In a post last December, the Argyleist (named as a featured blog on Technorati last night, which is how I happened to find this post — congrats, Argyleist!) raises the subject of faith:
Iâ€™m not necessarily talking about faith in a god specifically, but faith in anything. Believing in something without any real solid proof.
My take on this is that people err when they compartmentalize “faith” as exclusive to religion or spirituality, something that can’t be applied to the compartment that is governed by “proof.” So this morning, Todd Zywicki at The Volokh Conspiracy put up a post about The Ethical Brain, by Michael Gazzaniga, which has a chapter on religion, and writes:
One interesting point he makes in passing is that it turns out that scientists are just attached to their particular theories as religious believers, and in fact, scientists are just as reluctant to surrender their beliefs about science when confronted with contrary evidence as are religious believers.
The simple fact is that “faith” or “belief” is an intimate aspect of our cognitive experience. We like to claim that there are some things that are objectively “true” because they can be experientially proven, but that’s not the case — things we “know” will happen are actually just pretty solid guesses. To use a somewhat absurdist argument: the Earth has circled the sun every day for some 5 billion years. That doesn’t mean our beloved orb will rise daily in the east forever. Granted, it would be a waste of time to plan for a contingency in case the sun fails to make its appearance tomorrow. But that doesn’t mean that we aren’t taking morning on faith.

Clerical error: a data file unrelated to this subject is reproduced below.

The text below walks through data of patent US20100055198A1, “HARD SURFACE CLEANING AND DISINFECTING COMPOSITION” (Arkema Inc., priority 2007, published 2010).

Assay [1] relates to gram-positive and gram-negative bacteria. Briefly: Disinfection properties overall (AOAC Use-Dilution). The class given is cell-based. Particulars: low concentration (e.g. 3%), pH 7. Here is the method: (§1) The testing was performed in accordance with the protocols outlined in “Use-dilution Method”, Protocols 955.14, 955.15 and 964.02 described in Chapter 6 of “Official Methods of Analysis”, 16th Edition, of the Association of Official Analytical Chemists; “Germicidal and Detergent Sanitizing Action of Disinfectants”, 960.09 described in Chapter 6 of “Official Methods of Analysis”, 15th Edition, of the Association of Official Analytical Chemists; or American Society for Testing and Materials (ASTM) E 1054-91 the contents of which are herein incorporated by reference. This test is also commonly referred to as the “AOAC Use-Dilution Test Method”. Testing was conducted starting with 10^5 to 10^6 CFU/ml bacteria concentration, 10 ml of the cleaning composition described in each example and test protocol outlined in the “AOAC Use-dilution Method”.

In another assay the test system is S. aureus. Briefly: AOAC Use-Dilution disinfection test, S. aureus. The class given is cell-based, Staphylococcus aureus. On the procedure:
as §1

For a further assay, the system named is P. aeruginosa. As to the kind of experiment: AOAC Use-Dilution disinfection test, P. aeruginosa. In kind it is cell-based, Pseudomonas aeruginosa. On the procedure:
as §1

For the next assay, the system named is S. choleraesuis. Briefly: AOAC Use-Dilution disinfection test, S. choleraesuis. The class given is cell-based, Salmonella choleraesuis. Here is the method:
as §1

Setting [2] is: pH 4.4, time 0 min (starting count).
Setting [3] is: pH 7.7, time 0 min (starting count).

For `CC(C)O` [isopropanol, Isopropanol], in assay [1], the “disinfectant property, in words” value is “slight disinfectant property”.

This all sounds too esoteric to be useful, and when it comes to the sun it probably is, but parse it out in the more intimate workings of our lives and we find it can be useful indeed. Faith “in the substance of things not seen” is the cognitive equivalent of walking, which as Laurie Anderson observed so smartly lo those many years ago is actually an act of falling:
You’re walking. And you don’t always realize it,
But you’re always falling.
With each step, you fall forward slightly.
And then catch yourself from falling.
Over and over, you’re falling.
And then catching yourself from falling.
And this is how you can be walking and falling
At the same time.
We can’t make a move without faith, so as I wrote last night, the real question is not “to believe or not to believe” so much as “where does my belief lead me?”
[tags]spirtuality faith [/tags]